COVID-19 Weekly Regional Update
Several confirmed cases of COVID-19 has been reported in several schools throughout the province this past week.
Alberta’s Chief Medical Officer Dr. Deena Hinshaw addressed those cases and said they were not unexpected and that Alberta Health Services worked quickly. While it is disappointing to have cases reported just a few days after the opening of schools, she encouraged parents to talk to their children about it will mean to self-isolate, and even if a test comes back negative, the child will have to self isolate for 14 days at home.
Dr. Hinshaw said the cases in schools was spread through community transmission with close contacts and said all students must follow all the pre-cautions inside and outside of school. She has also written an open letter to all parents to address some of these questions and concerns.
The largest affected outbreak school to date is Ross Sheppard High, a public school in northwest Edmonton, has sent nearly 100 students into isolation. Other Edmonton schools that had confirmed cases include: Archbishop MacDonald High School, Louis St. Laurent, and Ecole Sainte-Jeanne-D’Arc. In Calgary, confirmed cases include: Bridlewood School, St. Angela School, and Lester B. Pearson High School.
Other affected schools in more rural areas include: Raymond High School, Lawrence Grassi Middle School in Canmore, and St. Mary’s Elementary School in Fort Vermilion.
According to provincial health guidelines for Alberta classrooms, a single case in a school population is not considered an outbreak but will trigger an investigation. If two or more cases are confirmed within a given school, a letter will be sent to guardians, and contact tracing will begin.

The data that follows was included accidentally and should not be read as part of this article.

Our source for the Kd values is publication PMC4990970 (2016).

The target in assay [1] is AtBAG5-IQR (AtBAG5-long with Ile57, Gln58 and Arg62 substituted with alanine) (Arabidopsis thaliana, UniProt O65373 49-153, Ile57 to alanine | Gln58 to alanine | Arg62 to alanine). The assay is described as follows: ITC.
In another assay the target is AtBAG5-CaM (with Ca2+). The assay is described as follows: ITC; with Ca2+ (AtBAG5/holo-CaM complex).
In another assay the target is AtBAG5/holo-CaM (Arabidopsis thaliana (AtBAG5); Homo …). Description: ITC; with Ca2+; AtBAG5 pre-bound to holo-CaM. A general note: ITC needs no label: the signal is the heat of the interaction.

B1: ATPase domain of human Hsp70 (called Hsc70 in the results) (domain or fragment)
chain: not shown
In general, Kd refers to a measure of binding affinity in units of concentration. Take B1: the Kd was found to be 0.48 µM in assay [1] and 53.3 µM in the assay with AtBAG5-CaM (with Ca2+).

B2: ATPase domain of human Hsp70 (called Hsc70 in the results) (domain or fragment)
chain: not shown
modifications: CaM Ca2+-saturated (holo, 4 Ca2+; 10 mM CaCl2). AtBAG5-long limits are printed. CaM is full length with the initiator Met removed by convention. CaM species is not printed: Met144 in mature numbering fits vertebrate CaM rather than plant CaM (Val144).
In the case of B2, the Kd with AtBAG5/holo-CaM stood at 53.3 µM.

In order to trigger an outbreak response, the two cases must be confirmed within a 14-day period or be considered epidemiologically linked. Five or more confirmed cases will mean the outbreak is publicly reported on the Alberta Health outbreak website. In the case of an outbreak, educators will work with provincial health officials to decide whether the school should close.
Five or more confirmed cases will mean the outbreak is publicly reported on the Alberta Health outbreak website. In the case of an outbreak, educators will work with provincial health officials to decide whether the school should close.
On Sept. 3 the Alberta government released an outbreak response plan. The purpose of the resource guide is to assist schools before, during, and after a COVID-19 outbreak. It states that school officials will work closely with health officials to monitor for any signs of a possible outbreak. Even a single confirmed case will mean the school is placed on “alert status.” With a single case, contact tracing will begin and a notification will be sent to parents.
The total number of confirmed cases in Alberta as of Sept. 8 is 15,093. The number of active cases is 1,692. Forty-five people were hospitalized with 10 people in ICU. A total of 247 deaths have been reported. The total number of tests completed is 1,052,466 with 825,046 people tested.
In Vegreville/Minburn County there were 7 confirmed cases, 2 active cases, 5 recovered cases, and 0 deaths. In Two Hills County, there were 14 confirmed cases, 2 active cases, 11 recovered cases, and 1 death. In Lamont County, there were 9 confirmed cases, 3 active cases, 6 recovered cases, and 0 deaths. In Tofield (Beaver County East) there were 15 confirmed cases, 0 active cases, 15 recovered cases, and 0 deaths. In Viking (Beaver County West) there are 74 confirmed cases, 0 active cases, 74 recovered cases, and 0 deaths.